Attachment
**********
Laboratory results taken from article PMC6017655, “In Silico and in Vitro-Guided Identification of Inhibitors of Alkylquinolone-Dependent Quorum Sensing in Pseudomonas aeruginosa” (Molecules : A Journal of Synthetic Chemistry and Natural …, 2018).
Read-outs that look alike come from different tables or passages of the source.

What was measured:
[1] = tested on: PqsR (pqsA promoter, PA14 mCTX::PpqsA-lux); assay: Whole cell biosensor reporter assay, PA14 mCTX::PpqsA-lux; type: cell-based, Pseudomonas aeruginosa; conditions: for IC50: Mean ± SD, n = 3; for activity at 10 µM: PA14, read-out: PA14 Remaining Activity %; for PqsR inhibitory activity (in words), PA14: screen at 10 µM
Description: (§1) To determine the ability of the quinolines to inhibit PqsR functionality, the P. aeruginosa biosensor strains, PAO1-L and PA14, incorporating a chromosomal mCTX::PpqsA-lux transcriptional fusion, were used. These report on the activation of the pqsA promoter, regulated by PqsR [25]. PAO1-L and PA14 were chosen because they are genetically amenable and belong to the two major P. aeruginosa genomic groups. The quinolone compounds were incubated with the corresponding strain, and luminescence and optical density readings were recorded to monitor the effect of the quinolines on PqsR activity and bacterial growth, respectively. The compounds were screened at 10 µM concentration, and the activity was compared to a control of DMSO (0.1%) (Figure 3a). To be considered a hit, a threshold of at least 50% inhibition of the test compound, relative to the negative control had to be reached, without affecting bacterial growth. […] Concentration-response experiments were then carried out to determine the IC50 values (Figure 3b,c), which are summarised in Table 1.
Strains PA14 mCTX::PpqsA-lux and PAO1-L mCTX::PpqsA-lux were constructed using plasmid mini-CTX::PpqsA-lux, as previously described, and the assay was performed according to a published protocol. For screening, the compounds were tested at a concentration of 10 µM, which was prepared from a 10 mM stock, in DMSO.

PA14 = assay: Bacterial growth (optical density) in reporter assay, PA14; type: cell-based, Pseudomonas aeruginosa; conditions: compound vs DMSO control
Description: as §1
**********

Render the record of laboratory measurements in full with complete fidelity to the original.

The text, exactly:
Laboratory results taken from article PMC6017655, “In Silico and in Vitro-Guided Identification of Inhibitors of Alkylquinolone-Dependent Quorum Sensing in Pseudomonas aeruginosa” (Molecules : A Journal of Synthetic Chemistry and Natural …, 2018).
Read-outs that look alike come from different tables or passages of the source.

What was measured:
[1] = tested on: PqsR (pqsA promoter, PA14 mCTX::PpqsA-lux); assay: Whole cell biosensor reporter assay, PA14 mCTX::PpqsA-lux; type: cell-based, Pseudomonas aeruginosa; conditions: for IC50: Mean ± SD, n = 3; for activity at 10 µM: PA14, read-out: PA14 Remaining Activity %; for PqsR inhibitory activity (in words), PA14: screen at 10 µM
Description: (§1) To determine the ability of the quinolines to inhibit PqsR functionality, the P. aeruginosa biosensor strains, PAO1-L and PA14, incorporating a chromosomal mCTX::PpqsA-lux transcriptional fusion, were used. These report on the activation of the pqsA promoter, regulated by PqsR [25]. PAO1-L and PA14 were chosen because they are genetically amenable and belong to the two major P. aeruginosa genomic groups. The quinolone compounds were incubated with the corresponding strain, and luminescence and optical density readings were recorded to monitor the effect of the quinolines on PqsR activity and bacterial growth, respectively. The compounds were screened at 10 µM concentration, and the activity was compared to a control of DMSO (0.1%) (Figure 3a). To be considered a hit, a threshold of at least 50% inhibition of the test compound, relative to the negative control had to be reached, without affecting bacterial growth. […] Concentration-response experiments were then carried out to determine the IC50 values (Figure 3b,c), which are summarised in Table 1.
Strains PA14 mCTX::PpqsA-lux and PAO1-L mCTX::PpqsA-lux were constructed using plasmid mini-CTX::PpqsA-lux, as previously described, and the assay was performed according to a published protocol. For screening, the compounds were tested at a concentration of 10 µM, which was prepared from a 10 mM stock, in DMSO.

PA14 = assay: Bacterial growth (optical density) in reporter assay, PA14; type: cell-based, Pseudomonas aeruginosa; conditions: compound vs DMSO control
Description: as §1